What would you say your greatest asset or skill is?

Claire said having the ability and passion to articulate very well with public speaking, especially when it comes to presenting her ideas in front of others. She’s able to sound like she’s older than her age when doing so.


What keeps you motivated?

She said she drinks a lot of coffee, for starters. Also, she sometimes just takes mid-day breaks and dances/does Zumba to boost her energy.


Are you involved in any entrepreneur organizations?

Claire is involved in Unsector, Test City USA, Columbus Young Professionals, and many other networks around the Columbus area.


What are some of your hobbies outside of work?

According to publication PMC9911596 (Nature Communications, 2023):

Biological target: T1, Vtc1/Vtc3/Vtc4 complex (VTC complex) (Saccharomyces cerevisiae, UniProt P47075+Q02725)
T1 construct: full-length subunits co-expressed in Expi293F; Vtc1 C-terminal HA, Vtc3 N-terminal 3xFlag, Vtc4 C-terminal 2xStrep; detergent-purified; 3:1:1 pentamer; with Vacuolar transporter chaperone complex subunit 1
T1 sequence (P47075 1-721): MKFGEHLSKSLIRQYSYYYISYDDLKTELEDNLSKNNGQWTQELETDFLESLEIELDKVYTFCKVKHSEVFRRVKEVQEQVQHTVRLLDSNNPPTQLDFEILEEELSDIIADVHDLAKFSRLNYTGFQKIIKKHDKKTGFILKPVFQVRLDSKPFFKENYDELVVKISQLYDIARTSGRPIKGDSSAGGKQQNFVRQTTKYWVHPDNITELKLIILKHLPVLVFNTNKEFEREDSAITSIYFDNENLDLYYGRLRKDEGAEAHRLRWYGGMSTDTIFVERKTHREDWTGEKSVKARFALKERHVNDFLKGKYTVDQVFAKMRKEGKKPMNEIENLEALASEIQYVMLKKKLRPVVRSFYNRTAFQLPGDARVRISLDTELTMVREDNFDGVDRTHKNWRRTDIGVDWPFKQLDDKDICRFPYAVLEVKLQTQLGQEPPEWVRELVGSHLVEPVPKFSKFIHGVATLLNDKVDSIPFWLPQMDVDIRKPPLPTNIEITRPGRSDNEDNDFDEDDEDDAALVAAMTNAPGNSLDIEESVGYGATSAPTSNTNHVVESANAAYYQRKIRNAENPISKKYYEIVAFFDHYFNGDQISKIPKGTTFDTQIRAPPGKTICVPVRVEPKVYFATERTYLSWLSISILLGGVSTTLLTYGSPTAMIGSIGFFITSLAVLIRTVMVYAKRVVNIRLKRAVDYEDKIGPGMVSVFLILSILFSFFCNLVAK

Claire said she really enjoys dancing, in fact, she’s a certified Zumba instructor and teaches classes here in Columbus. Also, she enjoys writing poetry, specifically spoken word poetry – check out some of here work here: https://www.youtube.com/watch?v=oBAvIlNAnWU


FINAL NOTES…

Through interviewing Claire, I learned an inspiring lesson that age, sex, and whether or not you have a college degree won’t limit you from achieving your dreams of becoming a successful entrepreneur. It’s articulation, self-esteem, and A LOT of hard work that play a role in your accomplishments, no matter what titles you hold.